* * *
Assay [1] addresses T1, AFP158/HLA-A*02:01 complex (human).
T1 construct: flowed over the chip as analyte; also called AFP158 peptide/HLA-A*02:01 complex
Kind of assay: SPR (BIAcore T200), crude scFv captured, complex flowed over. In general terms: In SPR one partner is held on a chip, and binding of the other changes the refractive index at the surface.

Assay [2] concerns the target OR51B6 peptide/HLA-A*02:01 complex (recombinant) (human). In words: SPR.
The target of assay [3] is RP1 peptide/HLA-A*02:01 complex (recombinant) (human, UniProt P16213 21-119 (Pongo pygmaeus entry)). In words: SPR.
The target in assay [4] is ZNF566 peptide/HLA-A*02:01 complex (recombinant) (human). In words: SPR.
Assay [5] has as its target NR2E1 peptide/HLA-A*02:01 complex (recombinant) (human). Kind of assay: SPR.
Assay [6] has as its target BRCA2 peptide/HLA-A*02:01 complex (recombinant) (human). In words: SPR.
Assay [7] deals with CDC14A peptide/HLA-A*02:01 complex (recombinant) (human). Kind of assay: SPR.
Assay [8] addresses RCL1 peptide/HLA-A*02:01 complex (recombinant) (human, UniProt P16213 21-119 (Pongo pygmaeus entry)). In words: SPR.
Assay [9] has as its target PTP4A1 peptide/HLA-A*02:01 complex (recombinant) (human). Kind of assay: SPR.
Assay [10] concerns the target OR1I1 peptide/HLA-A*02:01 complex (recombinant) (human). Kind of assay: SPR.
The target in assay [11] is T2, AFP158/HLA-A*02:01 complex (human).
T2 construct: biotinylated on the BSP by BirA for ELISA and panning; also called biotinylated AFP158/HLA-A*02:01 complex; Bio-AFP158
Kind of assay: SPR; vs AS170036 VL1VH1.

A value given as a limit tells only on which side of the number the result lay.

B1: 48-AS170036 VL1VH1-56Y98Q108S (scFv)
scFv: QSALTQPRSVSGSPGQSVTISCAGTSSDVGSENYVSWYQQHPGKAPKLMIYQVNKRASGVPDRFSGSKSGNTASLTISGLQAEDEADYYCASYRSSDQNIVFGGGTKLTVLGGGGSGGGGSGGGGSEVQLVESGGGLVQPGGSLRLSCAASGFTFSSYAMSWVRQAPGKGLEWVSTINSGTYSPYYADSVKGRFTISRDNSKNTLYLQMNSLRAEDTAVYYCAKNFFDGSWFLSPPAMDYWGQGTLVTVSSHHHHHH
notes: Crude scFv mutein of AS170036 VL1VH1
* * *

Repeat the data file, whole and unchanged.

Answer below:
Assay [1] addresses T1, AFP158/HLA-A*02:01 complex (human).
T1 construct: flowed over the chip as analyte; also called AFP158 peptide/HLA-A*02:01 complex
Kind of assay: SPR (BIAcore T200), crude scFv captured, complex flowed over. In general terms: In SPR one partner is held on a chip, and binding of the other changes the refractive index at the surface.

Assay [2] concerns the target OR51B6 peptide/HLA-A*02:01 complex (recombinant) (human). In words: SPR.
The target of assay [3] is RP1 peptide/HLA-A*02:01 complex (recombinant) (human, UniProt P16213 21-119 (Pongo pygmaeus entry)). In words: SPR.
The target in assay [4] is ZNF566 peptide/HLA-A*02:01 complex (recombinant) (human). In words: SPR.
Assay [5] has as its target NR2E1 peptide/HLA-A*02:01 complex (recombinant) (human). Kind of assay: SPR.
Assay [6] has as its target BRCA2 peptide/HLA-A*02:01 complex (recombinant) (human). In words: SPR.
Assay [7] deals with CDC14A peptide/HLA-A*02:01 complex (recombinant) (human). Kind of assay: SPR.
Assay [8] addresses RCL1 peptide/HLA-A*02:01 complex (recombinant) (human, UniProt P16213 21-119 (Pongo pygmaeus entry)). In words: SPR.
Assay [9] has as its target PTP4A1 peptide/HLA-A*02:01 complex (recombinant) (human). Kind of assay: SPR.
Assay [10] concerns the target OR1I1 peptide/HLA-A*02:01 complex (recombinant) (human). Kind of assay: SPR.
The target in assay [11] is T2, AFP158/HLA-A*02:01 complex (human).
T2 construct: biotinylated on the BSP by BirA for ELISA and panning; also called biotinylated AFP158/HLA-A*02:01 complex; Bio-AFP158
Kind of assay: SPR; vs AS170036 VL1VH1.

A value given as a limit tells only on which side of the number the result lay.

B1: 48-AS170036 VL1VH1-56Y98Q108S (scFv)
scFv: QSALTQPRSVSGSPGQSVTISCAGTSSDVGSENYVSWYQQHPGKAPKLMIYQVNKRASGVPDRFSGSKSGNTASLTISGLQAEDEADYYCASYRSSDQNIVFGGGTKLTVLGGGGSGGGGSGGGGSEVQLVESGGGLVQPGGSLRLSCAASGFTFSSYAMSWVRQAPGKGLEWVSTINSGTYSPYYADSVKGRFTISRDNSKNTLYLQMNSLRAEDTAVYYCAKNFFDGSWFLSPPAMDYWGQGTLVTVSSHHHHHH
notes: Crude scFv mutein of AS170036 VL1VH1